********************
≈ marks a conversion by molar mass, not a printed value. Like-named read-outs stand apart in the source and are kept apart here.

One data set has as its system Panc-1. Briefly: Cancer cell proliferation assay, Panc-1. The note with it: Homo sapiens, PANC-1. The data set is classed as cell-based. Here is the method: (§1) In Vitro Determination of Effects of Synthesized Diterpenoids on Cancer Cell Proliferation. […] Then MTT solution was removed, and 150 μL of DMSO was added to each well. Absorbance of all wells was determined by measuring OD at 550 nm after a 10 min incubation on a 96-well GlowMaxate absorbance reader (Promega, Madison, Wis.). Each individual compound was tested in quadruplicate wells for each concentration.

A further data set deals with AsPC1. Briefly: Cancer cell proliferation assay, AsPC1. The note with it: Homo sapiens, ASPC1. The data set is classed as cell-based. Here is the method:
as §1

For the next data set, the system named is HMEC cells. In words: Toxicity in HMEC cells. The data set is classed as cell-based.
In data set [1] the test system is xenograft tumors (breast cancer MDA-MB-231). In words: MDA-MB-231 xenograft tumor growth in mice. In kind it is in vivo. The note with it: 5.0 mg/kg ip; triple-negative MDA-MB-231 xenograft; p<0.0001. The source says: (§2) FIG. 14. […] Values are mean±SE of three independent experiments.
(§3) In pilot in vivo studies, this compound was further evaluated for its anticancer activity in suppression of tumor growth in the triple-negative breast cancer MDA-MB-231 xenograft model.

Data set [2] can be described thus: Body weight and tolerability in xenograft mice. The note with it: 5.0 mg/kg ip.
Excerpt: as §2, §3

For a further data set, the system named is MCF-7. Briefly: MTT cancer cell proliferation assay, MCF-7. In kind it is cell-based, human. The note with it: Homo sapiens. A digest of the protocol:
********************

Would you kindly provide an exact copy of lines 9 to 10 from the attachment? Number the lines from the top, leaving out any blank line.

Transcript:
Excerpt: as §2, §3

For a further data set, the system named is MCF-7. Briefly: MTT cancer cell proliferation assay, MCF-7. In kind it is cell-based, human. The note with it: Homo sapiens. A digest of the protocol: